The US dollar remained well supported on Friday, with the currency continuing to catch bids in light of the Federal Reserve’s recent hawkish shift.
- Australia faces new lockdown: Australian dollar’s rally coming to an end
- RBA maintains optimism despite Australia’s worsening coronavirus situation
- AUD Monthly highs: £0.56, €0.62, $0.72, C$0.96, N$1.08
- AUD Monthly lows: £0.54, €0.60, $0.69, C$0.94, N$1.05
Following months of strong performance from risk-on market sentiment and hopes for a rebound from the coronavirus pandemic, the past month was mixed for the Australian dollar.
Due to surging cases of Covid-19 in Australia’s State of Victoria, the region has been placed under fresh lockdown since early July.
Since then, the situation has yet to notably improve either. The state’s infection count hit record-highs in recent weeks, with 19 deaths reported last weekend.
Australia’s coronavirus situation, previously perceived as being one of the strongest among major economies, is now seeing a notable rise in ‘second wave’ fears.
This has weighed heavily on the Australian Dollar recently, causing the ‘Aussie’ to fall against major rivals like the pound and euro.
US-China trade tensions have been flaring once again, which are also weighing on the trade-correlated AUD.
Still, some optimism remains for the ‘Aussie’, with economic data continuing to show signs of recovery.
On top of this, the Reserve Bank of Australia’s (RBA) tone has remained generally optimistic. The bank has shown confidence in its current monetary policy and continues to refute the possibility of negative interest rates.
The bank has also surprised markets by not expressing much concern over the recent strength of the Australian dollar.
With the Australian dollar’s appeal seeming to fade as Australia’s coronavirus concerns worsen, AUD’s biggest rallies may be behind it.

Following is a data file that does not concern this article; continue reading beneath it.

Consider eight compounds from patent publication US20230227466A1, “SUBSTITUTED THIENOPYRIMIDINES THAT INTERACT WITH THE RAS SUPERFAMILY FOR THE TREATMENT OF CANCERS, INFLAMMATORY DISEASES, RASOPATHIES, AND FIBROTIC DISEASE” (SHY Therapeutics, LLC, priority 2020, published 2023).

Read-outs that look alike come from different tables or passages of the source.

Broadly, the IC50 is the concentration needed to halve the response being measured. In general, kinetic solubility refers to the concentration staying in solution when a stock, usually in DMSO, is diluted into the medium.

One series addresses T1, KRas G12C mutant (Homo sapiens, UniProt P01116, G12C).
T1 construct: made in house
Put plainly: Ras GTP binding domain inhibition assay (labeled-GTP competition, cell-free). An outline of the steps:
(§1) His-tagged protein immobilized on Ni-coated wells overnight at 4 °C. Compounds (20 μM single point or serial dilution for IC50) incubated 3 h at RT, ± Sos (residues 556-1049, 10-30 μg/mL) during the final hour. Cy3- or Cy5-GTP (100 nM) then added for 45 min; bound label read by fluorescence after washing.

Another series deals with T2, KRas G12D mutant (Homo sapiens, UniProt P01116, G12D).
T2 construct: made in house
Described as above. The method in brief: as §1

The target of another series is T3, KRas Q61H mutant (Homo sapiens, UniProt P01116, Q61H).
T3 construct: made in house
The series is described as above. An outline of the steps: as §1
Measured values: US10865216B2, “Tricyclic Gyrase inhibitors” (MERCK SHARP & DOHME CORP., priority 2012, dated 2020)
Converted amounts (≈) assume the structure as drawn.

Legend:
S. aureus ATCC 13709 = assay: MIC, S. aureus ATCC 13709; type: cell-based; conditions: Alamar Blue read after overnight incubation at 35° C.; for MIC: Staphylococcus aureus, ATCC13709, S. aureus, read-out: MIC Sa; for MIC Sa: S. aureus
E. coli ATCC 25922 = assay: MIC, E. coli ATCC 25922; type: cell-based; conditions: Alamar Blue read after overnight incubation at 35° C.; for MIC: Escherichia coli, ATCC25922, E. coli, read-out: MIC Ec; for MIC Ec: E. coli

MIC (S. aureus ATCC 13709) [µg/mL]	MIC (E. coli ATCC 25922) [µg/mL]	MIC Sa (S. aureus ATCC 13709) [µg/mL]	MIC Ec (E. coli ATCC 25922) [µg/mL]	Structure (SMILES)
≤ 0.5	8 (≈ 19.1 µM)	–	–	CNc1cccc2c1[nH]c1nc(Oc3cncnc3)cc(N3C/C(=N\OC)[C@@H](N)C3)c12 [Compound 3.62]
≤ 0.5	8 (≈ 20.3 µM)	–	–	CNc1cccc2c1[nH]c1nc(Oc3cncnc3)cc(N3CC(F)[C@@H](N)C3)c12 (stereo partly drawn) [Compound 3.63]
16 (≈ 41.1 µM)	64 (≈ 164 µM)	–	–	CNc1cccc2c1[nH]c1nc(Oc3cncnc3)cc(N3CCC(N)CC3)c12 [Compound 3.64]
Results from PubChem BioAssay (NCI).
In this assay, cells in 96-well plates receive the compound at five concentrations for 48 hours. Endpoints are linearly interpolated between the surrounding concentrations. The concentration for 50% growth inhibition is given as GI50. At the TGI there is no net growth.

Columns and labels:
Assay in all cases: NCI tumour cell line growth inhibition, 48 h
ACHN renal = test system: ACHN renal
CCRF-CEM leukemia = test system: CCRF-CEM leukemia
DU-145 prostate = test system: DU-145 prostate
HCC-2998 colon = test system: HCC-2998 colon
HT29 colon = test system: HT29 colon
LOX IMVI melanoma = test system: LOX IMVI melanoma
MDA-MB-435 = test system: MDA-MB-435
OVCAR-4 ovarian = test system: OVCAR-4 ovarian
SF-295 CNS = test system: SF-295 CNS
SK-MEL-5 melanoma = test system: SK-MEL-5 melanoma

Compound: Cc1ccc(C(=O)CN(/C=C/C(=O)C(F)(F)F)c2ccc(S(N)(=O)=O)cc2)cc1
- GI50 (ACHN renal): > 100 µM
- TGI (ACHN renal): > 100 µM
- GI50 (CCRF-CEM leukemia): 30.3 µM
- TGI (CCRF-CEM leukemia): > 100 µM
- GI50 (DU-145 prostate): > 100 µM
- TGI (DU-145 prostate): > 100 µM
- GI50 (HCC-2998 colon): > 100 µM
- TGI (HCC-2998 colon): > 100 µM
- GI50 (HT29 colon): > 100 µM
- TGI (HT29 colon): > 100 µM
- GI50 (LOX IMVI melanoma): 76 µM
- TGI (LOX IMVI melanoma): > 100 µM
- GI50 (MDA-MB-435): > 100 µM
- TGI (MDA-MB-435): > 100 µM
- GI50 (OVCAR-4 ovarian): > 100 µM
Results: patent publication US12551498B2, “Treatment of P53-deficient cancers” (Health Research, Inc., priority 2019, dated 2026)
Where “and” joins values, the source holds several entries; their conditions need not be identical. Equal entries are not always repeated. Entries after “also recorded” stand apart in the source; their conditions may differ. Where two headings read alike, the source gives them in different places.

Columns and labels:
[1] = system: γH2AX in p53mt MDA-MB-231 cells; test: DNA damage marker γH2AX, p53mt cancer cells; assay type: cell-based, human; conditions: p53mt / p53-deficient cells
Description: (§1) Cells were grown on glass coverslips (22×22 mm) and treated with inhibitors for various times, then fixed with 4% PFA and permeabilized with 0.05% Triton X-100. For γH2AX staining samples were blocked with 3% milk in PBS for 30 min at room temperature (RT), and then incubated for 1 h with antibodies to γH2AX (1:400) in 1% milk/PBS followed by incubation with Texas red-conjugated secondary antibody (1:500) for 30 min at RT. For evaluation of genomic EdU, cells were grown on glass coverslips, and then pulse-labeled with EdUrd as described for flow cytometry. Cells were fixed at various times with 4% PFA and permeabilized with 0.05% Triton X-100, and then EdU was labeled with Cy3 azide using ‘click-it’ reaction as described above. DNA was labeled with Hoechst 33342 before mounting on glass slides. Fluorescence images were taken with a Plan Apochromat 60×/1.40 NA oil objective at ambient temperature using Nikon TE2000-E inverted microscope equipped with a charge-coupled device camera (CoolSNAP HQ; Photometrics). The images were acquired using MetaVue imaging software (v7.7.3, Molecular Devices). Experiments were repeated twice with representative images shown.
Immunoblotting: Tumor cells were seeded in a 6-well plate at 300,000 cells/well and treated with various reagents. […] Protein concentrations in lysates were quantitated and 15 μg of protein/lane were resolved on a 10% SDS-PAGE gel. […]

If Australia struggles to put a cap on its ‘second wave’ of coronavirus infections, there are concerns the nation could still be experiencing lockdowns during the holiday season.
Australian coronavirus jitters could be softened however, if Australian economic data continue to impress investors.
Australia’s July job market report, due later this week, will provide an insight into the employment market and state of Australia’s economy.
Then, aside from August PMIs due next week, Australia’s economic calendar will be relatively quiet for the remainder of the month.
This will leave Australian dollar investors awaiting domestic and global coronavirus developments and shifts in global risk-sentiment.
If there are any surprises in Australia’s outlook in the coming weeks, markets will even more eagerly await September’s Reserve Bank of Australia (RBA) decision.
Joining the corporate trading desk in 2007, Phil now over sees all of Currencies Direct’s corporate dealing activity. Having gained experience working with hundreds of businesses to optimise international payments processes and execute comprehensive risk management strategies, Phil currently works with a portfolio of corporate clients whilst managing Currencies Direct’s overall market exposure
Phil has FCA approval and has completed the Certificate in International Treasury Management (CertiTM)